“During times of universal deceit, telling the truth becomes a revolutionary act.” George Orwell

Monday, January 31, 2011

Texas plans to cut chaplains

Apparently, the State of Texas is cutting funding for chaplains. I received the following (from an email) and posted it here for you to take action should you desire.

Dear Ministry Friends:
Here is the ugly reality facing Texas:

1)The primary budget cutters do not value what Chaplains do. They have cut the entire department. These trained professionals manage the religious programs at each Texas Prison.

2)If they are cut, the program will have to be managed by a correctional officer or a secretary. (They will be pulled from their other duties -- little savings, huh!)

3)Chaplains also provide "Pastoral Care" for everyone in the institution. It is difficult to find a community of 500 people in America which does not have pastoral care. Such care will be very hit and miss without the Chaplaincy Department if it occurs at all.

4)All a Chaplain has to do to recoop his entire yearly salary is influence one prisoner a year to give up his/her criminal activity. The state will pay more on the person's next incarceration than is paid to the chaplain in a year.

5)The very effective Religious Programming which we now have in Texas prisons, does not happen automatically. Religious Volunteers must be recruited and managed. That is the task of our chaplains. Without them, the programming will become very uneven, if it is able to exist at all.

My friend Chaplain Xxxxxxx Yyyyyy reminds us of the importance of this grave matter and how time sensitive it is:

HB 1 has Chaplaincy listed as "zero funded" ... which means if it is not "funded" in House Bill 1 (the Appropriation Bill), and not "funded in Senate Bill 1( the Finance Bill), in a couple of months both the house and senate will appoint from the Senate Finance Committee and from the House Appropriations Committee about 3-4 from each body. They will form the Conference Committee which works out the differences between HB 1 and SB 1. It could be TOO LATE if chaplaincy is not "funded" before the conference committee. The Key is encouraging people (constituents) to get with their Rep and Senator and express how important it is to you and how it is good for Texas to continue the Chaplaincy Department with at least one chaplain at each prison. Say to them: "Don't Let Chaplaincy fail to get Funded on your watch" - "If we lose it here, we may NEVER get it back."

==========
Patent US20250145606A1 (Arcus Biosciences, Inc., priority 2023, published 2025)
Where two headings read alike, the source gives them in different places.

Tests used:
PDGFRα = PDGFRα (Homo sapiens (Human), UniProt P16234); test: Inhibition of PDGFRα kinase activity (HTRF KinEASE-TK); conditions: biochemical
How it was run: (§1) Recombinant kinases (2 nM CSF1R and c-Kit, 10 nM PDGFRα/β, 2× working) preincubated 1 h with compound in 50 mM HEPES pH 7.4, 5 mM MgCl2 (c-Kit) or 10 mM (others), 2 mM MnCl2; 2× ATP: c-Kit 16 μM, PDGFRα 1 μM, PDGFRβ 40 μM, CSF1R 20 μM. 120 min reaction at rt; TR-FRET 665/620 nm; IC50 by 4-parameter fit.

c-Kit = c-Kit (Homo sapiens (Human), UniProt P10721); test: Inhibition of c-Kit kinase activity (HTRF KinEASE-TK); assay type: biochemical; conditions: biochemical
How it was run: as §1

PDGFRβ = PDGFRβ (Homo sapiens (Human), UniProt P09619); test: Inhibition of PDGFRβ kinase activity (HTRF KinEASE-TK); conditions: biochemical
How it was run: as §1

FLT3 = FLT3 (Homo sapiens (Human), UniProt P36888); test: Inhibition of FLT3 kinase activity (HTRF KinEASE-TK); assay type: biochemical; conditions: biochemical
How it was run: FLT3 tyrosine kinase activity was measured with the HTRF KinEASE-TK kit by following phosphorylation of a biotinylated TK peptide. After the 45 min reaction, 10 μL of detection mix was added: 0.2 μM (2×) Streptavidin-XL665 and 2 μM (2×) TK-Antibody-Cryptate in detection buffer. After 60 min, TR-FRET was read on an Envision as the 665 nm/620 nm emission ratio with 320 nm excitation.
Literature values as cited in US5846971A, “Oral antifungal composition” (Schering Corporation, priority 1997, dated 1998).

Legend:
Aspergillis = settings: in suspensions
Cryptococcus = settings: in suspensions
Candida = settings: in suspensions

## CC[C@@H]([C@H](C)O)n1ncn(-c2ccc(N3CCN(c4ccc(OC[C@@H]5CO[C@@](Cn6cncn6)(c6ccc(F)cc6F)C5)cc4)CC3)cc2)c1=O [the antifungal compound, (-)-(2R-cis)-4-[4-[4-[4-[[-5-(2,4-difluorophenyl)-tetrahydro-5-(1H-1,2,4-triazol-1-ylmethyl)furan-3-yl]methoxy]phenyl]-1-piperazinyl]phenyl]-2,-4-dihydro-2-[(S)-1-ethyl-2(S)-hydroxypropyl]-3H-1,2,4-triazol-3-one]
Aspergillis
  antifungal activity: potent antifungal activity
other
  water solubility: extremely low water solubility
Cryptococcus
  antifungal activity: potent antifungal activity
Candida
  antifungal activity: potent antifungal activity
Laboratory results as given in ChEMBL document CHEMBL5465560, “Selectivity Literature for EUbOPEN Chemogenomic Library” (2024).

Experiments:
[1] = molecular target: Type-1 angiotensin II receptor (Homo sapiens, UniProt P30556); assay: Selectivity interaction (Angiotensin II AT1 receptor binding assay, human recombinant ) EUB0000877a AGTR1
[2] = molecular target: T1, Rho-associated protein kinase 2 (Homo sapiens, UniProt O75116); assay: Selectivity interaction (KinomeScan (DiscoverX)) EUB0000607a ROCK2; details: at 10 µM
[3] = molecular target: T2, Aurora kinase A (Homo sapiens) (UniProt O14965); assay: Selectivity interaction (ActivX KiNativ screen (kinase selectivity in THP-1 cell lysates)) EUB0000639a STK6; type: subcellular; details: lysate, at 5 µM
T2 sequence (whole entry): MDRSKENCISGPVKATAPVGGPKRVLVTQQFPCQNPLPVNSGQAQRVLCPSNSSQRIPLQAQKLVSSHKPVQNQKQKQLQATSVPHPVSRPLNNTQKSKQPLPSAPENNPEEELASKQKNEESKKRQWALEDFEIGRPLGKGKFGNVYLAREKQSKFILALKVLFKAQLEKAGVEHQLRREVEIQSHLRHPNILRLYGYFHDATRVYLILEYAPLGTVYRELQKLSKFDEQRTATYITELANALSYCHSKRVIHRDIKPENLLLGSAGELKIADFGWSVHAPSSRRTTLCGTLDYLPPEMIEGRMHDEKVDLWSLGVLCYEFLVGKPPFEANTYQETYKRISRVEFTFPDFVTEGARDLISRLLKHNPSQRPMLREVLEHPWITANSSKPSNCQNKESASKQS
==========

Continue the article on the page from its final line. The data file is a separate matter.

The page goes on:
Action Plan:Contact by personal visit, telephone call, letter, fax or email your State Rep and State Senator.
1) The address of your State Representative is: The Honorable (Name), Texas House, P O Box 2910, Austin TX 78768-2910

2) The address of your State Senator is: The Honorable (Name), Texas Senate, P O Box 12068, Austin TX 78711

Also please contact your Statewide Officials:
1) The Honorable Rick Perry, Governor's Office, P O Box 12428, Austin TX 78711 (no email, must contact through his website)

2) The Honorable David Dewhurst, Lt. Governor's Office, P O Box 12068, Austin TX 78711, phone, (512)463-0001, fax (512)936-6700, david.dewhurst@senate.state.tx.us

3) The Honorable Joe Straus, Speaker of the House, P O Box 2910, Austin TX 78768, phone (512)463-1000, fax(512)463-1064 joe.straus@house.state.tx.us

Other people will be contacting the state officials about this issue. In this case "More is Better." We want to stack up communications on the Austin Desks about this issue. If you personally take time to contact these 5 people, you are standing up for our cause!

Do not forget to Pray for guidance as you make contact with those who represent you in State Government!

Monday, January 24, 2011

Does disability = suffering?

When a child is born to you, you have many expectations of what they will do of who they will be. Things you always wished you could do. Things that you never had the opportunity or aptitude to do. But children may "disappoint" because they were not the person you expected them to be. Perhaps you are a musician and your child gravitates towards athletics. Perhaps you are athletic and your child gravitates toward art. You are a person who enjoys being outdoors and your child likes nothing more than to sit and read. Some expectations die because they are exceeded in different ways. Some expectations die because they are unfilfilled, perhaps because the child hasn't the requisite abilities. The disconnect between expectations and reality causes a kind of "suffering" for those with the expectations although the child may be oblivious to the disconnect and "suffering" because unless it is communicated to them that they are not meeting our expectations, they grow, happy with their lives, their interests, etc.
Now to want an athlete and have an artist may bum you out a bit, but to desire a typical child and have a child with Down syndrome, for example, has thrown people's lives into total disarray.